Work is the reason for the season | Local company

For many Parkland residents, Labor Day means a longer weekend, trips, barbecues with friends, rest and relaxation to mark the unofficial end of summer.

But the American events that gave rise to the holidays were often violent, grossly unfair, and dangerous: child labor, unsafe work practices and environments, grueling 70-hour or more workweeks, and zero benefits.

According to the History Channel websiteguilds were not uncommon in colonial America—they were commercial organizations largely focused on their craft, rarely lobbying for more benefits or better working conditions.

The subsequent rise of the Industrial Revolution contributed to the development of the modern labor movement. Mining disasters, sweatshop fires, children dying from factory machinery, and riots in the streets between workers and corporations – the latter often aided by the government – ​​stain the fabric of the history of America, which is recognized by the communications director of the local carpenters’ union, Phil Davidson of the Mid-Regional Council of American Carpenters.

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“Labor Day is a big deal, we take it very seriously,” he said. “Our founder, the founder of the United Brotherhood of Carpenters and Joiners of America, Peter McGuire, is considered one of the founders of Labor Day, which is a source of pride for the carpenters union.

“From the beginning, we have been directly connected to Labor Day and the origins of the labor movement and workers’ rights in this country, standing up for workers and ensuring that we are there with the fight for the eight hour day of work and all the other benefits that many of us now take for granted, rights and benefits that people had to fight for.

Davidson said that’s why his union is committed to participating in events throughout the Midwest — events like the Desloge Labor Day Picnic — to remember former workers who fought and sometimes are died for better bargaining power leading to better pay and better, safer working conditions.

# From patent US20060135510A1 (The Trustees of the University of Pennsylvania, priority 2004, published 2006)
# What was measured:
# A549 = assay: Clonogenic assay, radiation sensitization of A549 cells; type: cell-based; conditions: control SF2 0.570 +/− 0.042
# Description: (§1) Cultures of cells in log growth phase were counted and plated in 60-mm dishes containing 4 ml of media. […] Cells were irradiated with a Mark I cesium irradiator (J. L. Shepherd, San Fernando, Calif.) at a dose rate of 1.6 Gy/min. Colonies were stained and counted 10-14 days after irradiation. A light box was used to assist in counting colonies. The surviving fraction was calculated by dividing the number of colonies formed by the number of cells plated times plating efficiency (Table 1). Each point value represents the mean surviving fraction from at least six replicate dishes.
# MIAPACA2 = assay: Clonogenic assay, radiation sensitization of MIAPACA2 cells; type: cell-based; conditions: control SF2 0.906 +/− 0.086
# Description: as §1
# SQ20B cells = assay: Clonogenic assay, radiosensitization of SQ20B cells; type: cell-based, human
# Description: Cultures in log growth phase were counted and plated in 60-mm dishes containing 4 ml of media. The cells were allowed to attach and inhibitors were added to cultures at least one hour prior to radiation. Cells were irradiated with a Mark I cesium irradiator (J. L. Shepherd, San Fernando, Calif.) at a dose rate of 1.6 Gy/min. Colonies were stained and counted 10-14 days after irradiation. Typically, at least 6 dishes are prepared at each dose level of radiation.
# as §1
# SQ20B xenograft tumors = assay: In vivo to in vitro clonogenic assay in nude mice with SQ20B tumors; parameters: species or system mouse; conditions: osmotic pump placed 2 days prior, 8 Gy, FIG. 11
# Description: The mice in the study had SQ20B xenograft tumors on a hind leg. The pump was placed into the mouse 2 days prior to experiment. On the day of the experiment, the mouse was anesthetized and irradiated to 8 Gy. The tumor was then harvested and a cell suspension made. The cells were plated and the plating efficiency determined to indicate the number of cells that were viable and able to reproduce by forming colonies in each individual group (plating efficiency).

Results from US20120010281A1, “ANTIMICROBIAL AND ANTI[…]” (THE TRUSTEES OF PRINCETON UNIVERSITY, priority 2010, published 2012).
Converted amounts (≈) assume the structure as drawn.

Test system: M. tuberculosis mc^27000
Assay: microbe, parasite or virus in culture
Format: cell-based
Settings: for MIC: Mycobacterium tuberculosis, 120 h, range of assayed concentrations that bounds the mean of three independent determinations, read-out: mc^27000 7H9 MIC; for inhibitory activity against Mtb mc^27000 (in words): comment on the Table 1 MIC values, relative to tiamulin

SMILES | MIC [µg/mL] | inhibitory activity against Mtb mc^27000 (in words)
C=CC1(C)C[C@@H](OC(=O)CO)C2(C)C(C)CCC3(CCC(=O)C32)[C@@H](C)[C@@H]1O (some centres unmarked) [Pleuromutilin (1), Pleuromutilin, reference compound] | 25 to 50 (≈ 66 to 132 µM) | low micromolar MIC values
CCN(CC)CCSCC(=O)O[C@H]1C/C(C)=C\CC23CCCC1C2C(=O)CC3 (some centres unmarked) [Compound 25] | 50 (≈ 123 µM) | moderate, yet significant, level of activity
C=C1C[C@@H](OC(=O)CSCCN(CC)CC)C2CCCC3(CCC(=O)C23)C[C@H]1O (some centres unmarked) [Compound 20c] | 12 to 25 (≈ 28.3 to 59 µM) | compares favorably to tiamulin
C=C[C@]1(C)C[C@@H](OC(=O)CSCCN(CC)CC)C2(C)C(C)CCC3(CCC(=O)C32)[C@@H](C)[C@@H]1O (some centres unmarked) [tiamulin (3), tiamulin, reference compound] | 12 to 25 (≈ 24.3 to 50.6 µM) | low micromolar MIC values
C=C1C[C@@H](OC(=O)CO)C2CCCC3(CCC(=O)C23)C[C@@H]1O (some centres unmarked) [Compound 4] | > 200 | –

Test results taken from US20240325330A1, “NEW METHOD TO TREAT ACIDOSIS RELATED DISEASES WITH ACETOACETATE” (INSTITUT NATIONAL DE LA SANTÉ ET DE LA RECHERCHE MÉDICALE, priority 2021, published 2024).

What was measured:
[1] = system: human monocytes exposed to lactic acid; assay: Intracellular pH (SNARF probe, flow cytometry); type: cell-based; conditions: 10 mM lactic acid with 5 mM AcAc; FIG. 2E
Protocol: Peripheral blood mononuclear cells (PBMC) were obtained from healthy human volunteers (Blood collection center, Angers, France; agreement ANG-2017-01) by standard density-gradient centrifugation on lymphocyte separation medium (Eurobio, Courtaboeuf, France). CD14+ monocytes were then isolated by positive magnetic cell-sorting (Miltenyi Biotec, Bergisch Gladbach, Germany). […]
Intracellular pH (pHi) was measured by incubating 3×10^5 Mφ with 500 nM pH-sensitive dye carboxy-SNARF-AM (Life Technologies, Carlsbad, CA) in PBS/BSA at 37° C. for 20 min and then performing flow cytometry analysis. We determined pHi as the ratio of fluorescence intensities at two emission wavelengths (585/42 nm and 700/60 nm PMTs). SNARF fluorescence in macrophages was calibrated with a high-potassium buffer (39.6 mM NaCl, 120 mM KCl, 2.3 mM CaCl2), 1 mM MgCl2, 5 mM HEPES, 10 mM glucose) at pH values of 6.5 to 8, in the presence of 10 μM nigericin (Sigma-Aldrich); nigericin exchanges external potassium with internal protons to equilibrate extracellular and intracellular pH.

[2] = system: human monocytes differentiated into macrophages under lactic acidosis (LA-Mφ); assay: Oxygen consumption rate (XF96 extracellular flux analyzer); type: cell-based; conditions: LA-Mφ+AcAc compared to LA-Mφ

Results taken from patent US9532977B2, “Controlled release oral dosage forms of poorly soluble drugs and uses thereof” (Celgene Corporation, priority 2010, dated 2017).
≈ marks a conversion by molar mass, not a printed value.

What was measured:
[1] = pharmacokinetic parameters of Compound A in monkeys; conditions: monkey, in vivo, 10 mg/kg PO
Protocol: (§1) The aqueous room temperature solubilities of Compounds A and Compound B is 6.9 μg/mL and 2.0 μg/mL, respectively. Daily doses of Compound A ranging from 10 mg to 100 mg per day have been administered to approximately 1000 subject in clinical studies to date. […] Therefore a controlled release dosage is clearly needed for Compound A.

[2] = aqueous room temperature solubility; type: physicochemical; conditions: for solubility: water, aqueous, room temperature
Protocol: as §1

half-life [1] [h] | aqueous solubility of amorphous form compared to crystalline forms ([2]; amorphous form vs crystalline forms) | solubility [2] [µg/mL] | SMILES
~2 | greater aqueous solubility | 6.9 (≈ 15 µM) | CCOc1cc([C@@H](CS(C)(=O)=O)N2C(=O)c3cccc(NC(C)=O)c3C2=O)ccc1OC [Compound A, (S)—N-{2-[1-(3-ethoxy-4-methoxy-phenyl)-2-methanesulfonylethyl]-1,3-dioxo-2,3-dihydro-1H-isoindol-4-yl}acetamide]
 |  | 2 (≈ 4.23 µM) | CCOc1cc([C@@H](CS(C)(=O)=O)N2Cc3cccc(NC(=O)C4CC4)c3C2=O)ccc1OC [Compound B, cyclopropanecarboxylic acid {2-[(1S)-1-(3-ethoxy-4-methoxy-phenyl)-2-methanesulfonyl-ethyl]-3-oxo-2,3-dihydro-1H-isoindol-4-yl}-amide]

He said that even though the country is politically divided, unions often unite Americans.

“We support prevailing wages, project collective agreements and policies that allow us to bargain collectively for members to ensure they receive the best wages, benefits and pension available to them. throughout the construction industry,” he said. “…It really comes down to the economics of carpenters and, you know, voting with our paychecks.”

Davidson pointed to a Gallup poll that showed unions have the the highest public approval rating they have had since 1965.

“I think the pandemic is probably one of the most powerful motivators behind this surge in popularity. Across the country, we’ve seen people quit their jobs because they felt like they weren’t getting the paycheck. , benefits and health care that they felt they deserved. And that’s what we’re looking for,” Davidson said.

“I think that’s why you see more and more people looking to join, especially with more high profile wins with Amazon and Starbucks, they realize they deserve more and they’re not going to work their cue only to be abused. .”

Sarah Haas is deputy editor of the Daily Journal. She can be reached at 573-518-3617 or [email protected]

“Labor Day is a big deal, we take it very seriously. Our founder, the founder of the United Brotherhood of Carpenters and Joiners of America, Peter McGuire, is recognized as one of the founders of Labor Day, which is a source of pride for the carpenters union. »

Phil Davidson, Carpenters Regional Council of Central America

Labor Day